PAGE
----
Ten years ago, Tony Blair’s triumph looked world-historic. He seemed like a real-life Jed Bartlet, TV’s West Wing dream liberal Democrat with a social conscience, a Nobel Prize in economics and a backbone in foreign policy. And, philosophically, Blair’s “third way” offered what progressives had long sought: anti-conservative politics that didn’t spell immediate economic, social and diplomatic catastrophe. A decade on, Blair is in horrible political trouble (his press secretary has made it clear that Blair will resign sometime next year, at the latest) and his third way looks like the biggest bust since Y2K.
John O’Sullivan, the Liverpool-born former adviser to Margaret Thatcher and National Review editor-at-large, concedes that Blair rescued the Labour party from antediluvian Marxism. But, he says, it was politically necessary to accept “the Thatcher legacy… or they would never have got back into power.” In his famous 1999 “Forces of Conservatism” speech, Blair told Labour’s Bournemouth conference: “The class war is over,” and rejected accusations of mimicking Tory economic policy by puckishly boasting he’d gone further, cutting deficits and “at long last reforming welfare, making work pay more than benefit for hard-working families.” But he wasn’t a conservative; he promised “A New Britain” because “New Labour, confident at having modernised itself . . . can modernise the nation, sweep away those forces of conservatism to set the people free.” A key passage: “The Third Way is not a new way between progressive and conservative politics. It is progressive politics distinguishing itself from conservatism of left or right.”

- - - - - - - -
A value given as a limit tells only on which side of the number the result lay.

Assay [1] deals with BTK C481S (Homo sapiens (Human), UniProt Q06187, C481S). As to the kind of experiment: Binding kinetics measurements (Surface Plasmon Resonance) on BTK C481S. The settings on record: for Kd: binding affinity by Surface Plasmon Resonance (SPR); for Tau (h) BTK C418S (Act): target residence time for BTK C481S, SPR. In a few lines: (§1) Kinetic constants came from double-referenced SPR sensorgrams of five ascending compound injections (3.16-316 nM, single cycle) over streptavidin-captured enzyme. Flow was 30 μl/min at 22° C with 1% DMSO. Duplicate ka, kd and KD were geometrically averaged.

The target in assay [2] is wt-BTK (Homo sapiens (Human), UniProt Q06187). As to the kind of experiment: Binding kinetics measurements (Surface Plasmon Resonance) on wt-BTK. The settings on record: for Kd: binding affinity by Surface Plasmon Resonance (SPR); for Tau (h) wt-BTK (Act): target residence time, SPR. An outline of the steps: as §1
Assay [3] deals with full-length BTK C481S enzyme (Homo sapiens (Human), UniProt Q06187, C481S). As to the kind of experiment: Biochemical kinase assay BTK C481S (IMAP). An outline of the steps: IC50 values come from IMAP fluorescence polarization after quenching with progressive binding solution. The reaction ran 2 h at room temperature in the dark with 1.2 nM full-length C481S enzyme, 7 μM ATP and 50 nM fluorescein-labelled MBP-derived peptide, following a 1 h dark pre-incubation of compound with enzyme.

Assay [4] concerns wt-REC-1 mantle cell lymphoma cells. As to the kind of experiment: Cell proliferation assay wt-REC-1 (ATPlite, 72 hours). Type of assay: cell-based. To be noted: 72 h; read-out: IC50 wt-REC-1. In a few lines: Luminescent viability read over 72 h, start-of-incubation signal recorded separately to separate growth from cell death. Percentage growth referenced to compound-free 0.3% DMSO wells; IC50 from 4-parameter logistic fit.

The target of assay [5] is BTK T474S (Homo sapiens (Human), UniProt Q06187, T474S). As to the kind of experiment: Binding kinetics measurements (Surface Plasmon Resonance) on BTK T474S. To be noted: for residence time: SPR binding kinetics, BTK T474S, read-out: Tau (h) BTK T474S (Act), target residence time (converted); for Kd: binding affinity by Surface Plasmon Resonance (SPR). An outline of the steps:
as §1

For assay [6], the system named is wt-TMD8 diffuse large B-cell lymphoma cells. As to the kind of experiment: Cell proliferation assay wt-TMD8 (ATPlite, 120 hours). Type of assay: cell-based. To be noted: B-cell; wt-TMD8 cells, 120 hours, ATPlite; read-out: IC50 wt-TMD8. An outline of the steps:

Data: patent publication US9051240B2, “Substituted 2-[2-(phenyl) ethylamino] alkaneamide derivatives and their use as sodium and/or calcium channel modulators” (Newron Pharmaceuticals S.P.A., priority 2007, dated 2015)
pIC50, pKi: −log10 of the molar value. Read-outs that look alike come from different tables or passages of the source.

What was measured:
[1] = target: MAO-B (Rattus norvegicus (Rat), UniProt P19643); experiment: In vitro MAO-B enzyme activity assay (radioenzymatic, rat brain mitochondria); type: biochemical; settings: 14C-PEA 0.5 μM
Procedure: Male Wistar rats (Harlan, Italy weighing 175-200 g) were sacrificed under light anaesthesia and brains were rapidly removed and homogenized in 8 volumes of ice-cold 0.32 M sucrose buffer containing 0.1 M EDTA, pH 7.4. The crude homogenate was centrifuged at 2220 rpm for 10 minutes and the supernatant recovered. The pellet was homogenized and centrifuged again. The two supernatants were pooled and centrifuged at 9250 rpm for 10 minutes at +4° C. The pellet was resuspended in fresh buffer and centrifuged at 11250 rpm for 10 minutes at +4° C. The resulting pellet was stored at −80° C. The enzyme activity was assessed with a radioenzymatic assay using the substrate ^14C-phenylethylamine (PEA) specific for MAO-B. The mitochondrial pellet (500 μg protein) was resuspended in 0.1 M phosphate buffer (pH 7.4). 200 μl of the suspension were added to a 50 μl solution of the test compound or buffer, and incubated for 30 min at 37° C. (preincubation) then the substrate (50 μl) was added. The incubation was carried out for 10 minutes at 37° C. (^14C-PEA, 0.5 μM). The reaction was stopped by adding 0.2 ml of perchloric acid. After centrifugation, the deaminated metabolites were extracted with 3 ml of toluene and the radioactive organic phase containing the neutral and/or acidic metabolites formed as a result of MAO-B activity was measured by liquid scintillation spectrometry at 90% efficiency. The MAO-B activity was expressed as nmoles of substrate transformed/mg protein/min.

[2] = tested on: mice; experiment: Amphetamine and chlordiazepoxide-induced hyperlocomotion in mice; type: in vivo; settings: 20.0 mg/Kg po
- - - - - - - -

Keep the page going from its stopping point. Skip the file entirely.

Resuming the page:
It sure sounded good. Progressive governance summits were irresistible to trendy people like the U.S.’s Bill Clinton and Canada’s Paul Martin. And while Blair warned in 1999 that Labour had never won two straight elections, he has won three and his foes are still in disarray. But so now is his government. Continue Reading →
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